The second would be to organize (more?) TEDx events that either allow presentations in African languages, or that explicitly invite presentations in one or more African language(s). This would seem to be an interesting way to bring in diverse presenters, and to develop recorded content that could be shared locally, nationally, or regionally (depending on the language demographics). Even for those without internet or mobile access to such TEDx recordings, it might be possible in some contexts to distribute video for TV and audio-only for national and community radio. And such content could of course be translated into other languages for wider dissemination.

Ideas for sharing, after all, can come in many languages.

Friday, June 17, 2016


This is the fourth in a string of posts on conferences and workshops relevant to, or specifically addressing, African languages. Only one event of all of those mentioned, however, is in Africa. More on that at the end of the post, but first the three upcoming conferences for which there are active CFPs (calls for papers/participation). The subject of the first, LESEWA, is on similarities between a number of West African and East Asian languages - a theme that has long interested me as a learner of Bambara and Chinese (Mandarin). The latter two deal with a broad set of languages of generally disadvantaged status and fewer speakers, among which many African languages can be counted. The first two events are the latest of long-running conference series; the third is brand new.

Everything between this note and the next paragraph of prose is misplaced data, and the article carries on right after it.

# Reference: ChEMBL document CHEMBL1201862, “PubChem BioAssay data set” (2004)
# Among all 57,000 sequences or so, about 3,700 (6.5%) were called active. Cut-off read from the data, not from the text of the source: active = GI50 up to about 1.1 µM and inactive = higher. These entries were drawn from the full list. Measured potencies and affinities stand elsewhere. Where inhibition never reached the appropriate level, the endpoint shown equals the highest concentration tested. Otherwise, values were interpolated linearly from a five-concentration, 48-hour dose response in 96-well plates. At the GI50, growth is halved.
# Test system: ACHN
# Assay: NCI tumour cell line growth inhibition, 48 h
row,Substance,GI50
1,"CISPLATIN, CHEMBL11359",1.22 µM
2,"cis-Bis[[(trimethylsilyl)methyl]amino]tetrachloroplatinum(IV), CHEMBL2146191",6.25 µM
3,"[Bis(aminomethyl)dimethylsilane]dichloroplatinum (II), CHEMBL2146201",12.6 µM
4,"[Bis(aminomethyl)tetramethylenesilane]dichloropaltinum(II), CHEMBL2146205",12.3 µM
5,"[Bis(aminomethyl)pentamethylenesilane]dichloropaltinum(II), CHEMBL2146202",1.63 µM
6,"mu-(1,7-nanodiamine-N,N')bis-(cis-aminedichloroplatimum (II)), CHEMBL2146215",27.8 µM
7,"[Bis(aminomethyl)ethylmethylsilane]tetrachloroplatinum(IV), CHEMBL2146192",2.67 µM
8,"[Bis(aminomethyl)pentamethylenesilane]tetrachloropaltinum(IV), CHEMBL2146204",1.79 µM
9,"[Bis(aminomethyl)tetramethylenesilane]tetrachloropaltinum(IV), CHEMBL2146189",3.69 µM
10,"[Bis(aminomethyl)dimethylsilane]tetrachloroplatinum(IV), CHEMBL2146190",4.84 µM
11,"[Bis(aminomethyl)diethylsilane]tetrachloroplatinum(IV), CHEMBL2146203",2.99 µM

The International Conference on Languages of Far East, Southeast Asia and West Africa (LESEWA) will be held in Moscow, Russia on 16-17 November 2016. This is the latest in a series of biennial conferences that began in 1990 (I am told that the idea began with Prof. Vadim Kasevich and colleagues). The CFP deadline is 1 July 2016.

LESEWA "will focus on the remarkable far-reaching parallelism in syntactic and semantic structures of the languages of the Far East, Southeast Asia and West Africa, which can be explained neither by genealogical affinity, nor by aerial factors. Both individual language investigations and typological studies are encouraged. General phonetic and general linguistics themes are especially welcome."


FEL XX Hyderabad (the 20th conference of the Foundation for Endangered Languages) will be held at the University of Hyderabad in India on 2-5 December 2016. Its theme is "Language colonization and endangerment: Long-term effects, echoes and reactions." The CFP deadline has been moved back to 1 July 2016 (the conference date was also changed).

FEL XX "aims to examine language endangerment during the colonial era, and the impact of colonization on the subsequent efforts of the independent nations and communities to revitalize their language heritage. The conference will look at continuity and change in approaches to language use." The concept of "colonialism" is broad, including not only expansion of European rule, but also historically earlier periods of domination by one people over others.


The First International Conference on Revitalization of Indigenous and Minoritized Languages will be held in Barcelona, Spain, on 19-21 April 2017. It is co-sponsored by the Universitat de Barcelona, Universitat de Vic-Universitat Central de Catalunya, and Indiana University-Bloomington. The deadline for proposals is 30 July 2016.

"The mission of the conference is to bring together instructors, practitioners, activists, Indigenous leaders, scholars and learners who speak and study these [indigenous and minoritized] languages. This international conference includes research, pedagogy and practice about the diverse languages and cultures of Indigenous and minoritized populations worldwide."

Language conferences and Africa